I needed to return to the sea. Long-time readers of this blog will no doubt remember a post I did awhile ago about names in the sand and my love of the water.
I've been in Ireland almost four months now and, while I love the hustle and bustle of Dublin and my job, I've found both of these to be taxing on both my spirit and my mind. I knew instinctively that there was one place and only one place that could give me the strength and serenity I craved–the sea.
And so with this in mind I boarded the DART (Dublin Area Rapid Transport) and began my 20 minute journey (yes, only 20 minutes!) to Howth. This charming little fishing village is a gem on the Irish east coast. There is no end of fancy restaurants, fish and chip shops, and golf and outdoor gear shops to keep you occupied. But, I had only one intention–to get to the sea and as quickly as possible.
As soon as I felt that light sea breeze on my face and heard the crashing of the waves, all my present troubles went away. Every wave that crashed upon the rocks carried away some small worry or anxiety I had.
At first I picked a spot on one of the wharves, letting my feet dangle over some of the rocky outcroppings. There the sea is deep and untamed and sailboats and fishing boats go by with the regularity of a ticking clock. Even though tourists of all shapes and nationalities surrounded me I could pay them no mind. It's always been like that for me and the sea. No one and nothing can get in between the peace that the sea brings to me. I had such a lovely view of this gorgeous peninsula. You really just have to sit back in awe of the beauty that you are privileged with seeing while you're here.
Little by little I could feel, not just my spirit, but my soul as well, being renewed with every wave and every breeze.
After a while sitting on the wharf I decided to venture further out, to some of the more rocky beaches where the water was shallower and occupied by fewer people. I found a large rock near the water and could sit on it alone and let my cares drift away. At one stage the waves became stronger and my rock became an island, soaking my shoes and handbag. I had brought along Maeve Binchy's Light A Penny Candle and some of the pages got wet in the adventure. It made me smile because it reminded me that at one point I thought these were the kind of adventures only had in books, and look at me now. Further, I can always point to my copy of the book and say "Look there, see that book? That's the one I took to Howth with me and got all wet!"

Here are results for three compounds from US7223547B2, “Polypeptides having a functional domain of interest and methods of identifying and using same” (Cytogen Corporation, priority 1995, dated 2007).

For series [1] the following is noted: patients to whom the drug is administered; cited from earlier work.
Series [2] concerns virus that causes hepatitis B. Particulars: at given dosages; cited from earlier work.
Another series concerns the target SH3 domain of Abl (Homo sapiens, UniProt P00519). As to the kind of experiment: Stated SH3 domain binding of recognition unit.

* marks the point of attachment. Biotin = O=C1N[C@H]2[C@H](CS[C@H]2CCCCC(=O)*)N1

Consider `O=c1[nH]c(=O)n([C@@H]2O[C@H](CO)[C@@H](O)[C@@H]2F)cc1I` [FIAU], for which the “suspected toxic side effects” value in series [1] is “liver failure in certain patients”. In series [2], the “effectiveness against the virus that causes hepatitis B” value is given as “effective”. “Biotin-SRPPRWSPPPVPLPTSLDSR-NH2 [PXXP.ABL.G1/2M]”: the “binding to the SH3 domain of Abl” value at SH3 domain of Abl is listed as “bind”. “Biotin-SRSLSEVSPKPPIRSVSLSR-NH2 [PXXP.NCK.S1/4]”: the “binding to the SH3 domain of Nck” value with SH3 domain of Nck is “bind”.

After the waves took over my rock, I decided to explore the market. If you go to Howth on a Saturday or Sunday, you should check out the market, where no end of fare is showcased. There is jewelry peddled by travelers, fine bone carvings, waffles and fish and chips and ice cream, and my favorite–mini-buns. These tiny little things, a variation on cupcakes, are much wetter that a traditional cupcake, so much that you can eat one with a spoon. Mine was topped with whipped vanilla pudding frosting and a chocolate flake.
Also, what is a trip to the sea without some traditional fish and chips? If you're going to get fish and chips in Howth, you'd be a fool not to stop at Beschoff Bros. Not only was the service lightning fast (this seriously puts Jimmy John's to shame), it was DELICIOUS. I had the North Atlantic Fresh Cod Meal and it was to die for. The chips were cooked just right (not too crispy, not too soft) and the fish was as light and flaky as anything you could hope for. Served with a lemon wedge and some ketchup, it was heaven. Take a takeaway container from Beschoff Bros. and find yourself a seat by the sea, you can't go wrong.
After eating I walked up the hill to Howth's Church of Assumption to say a quick prayer and light a candle for my great-grandfather. The 10th anniversary of his death is coming up this July and I wanted to make sure I marked it in some small way, and also to thank him, because I know he watches over me and would be so proud to share in this journey with me.
I was blessed with good weather on this mini-holiday. Just as I was hopping on the DART for home it started to rain and I felt like I couldn't have gotten luckier.
Every time I come to the sea, I am a different person. I was a naive and overwhelmed first year law student with a broken heart the first time I saw the west coast of Ireland. I was a happy and jubilant girlfriend when I etched my name in the Galveston sands. I was an unsure and worried person when I set foot in the Monterey, California waters. And now, I am a brave and adventurous woman, coming to Howth alone, to restore myself.
There's a line in Gone With the Wind, where Rhett Butler tells Scarlett that the land of Tara is "the land from which you get your strength." Truly, I feel that the sea is from where I get my strength, and I make it a point to never get as run down as I let myself get this time. I headed back on the DART renewed and full of strength, slightly sun burnt, but hopeful.
If you're headed to Dublin in the near future, please don't miss out on Howth. It is truly a great place, and you never know, you may see me there!
Until Next Time, Cheers!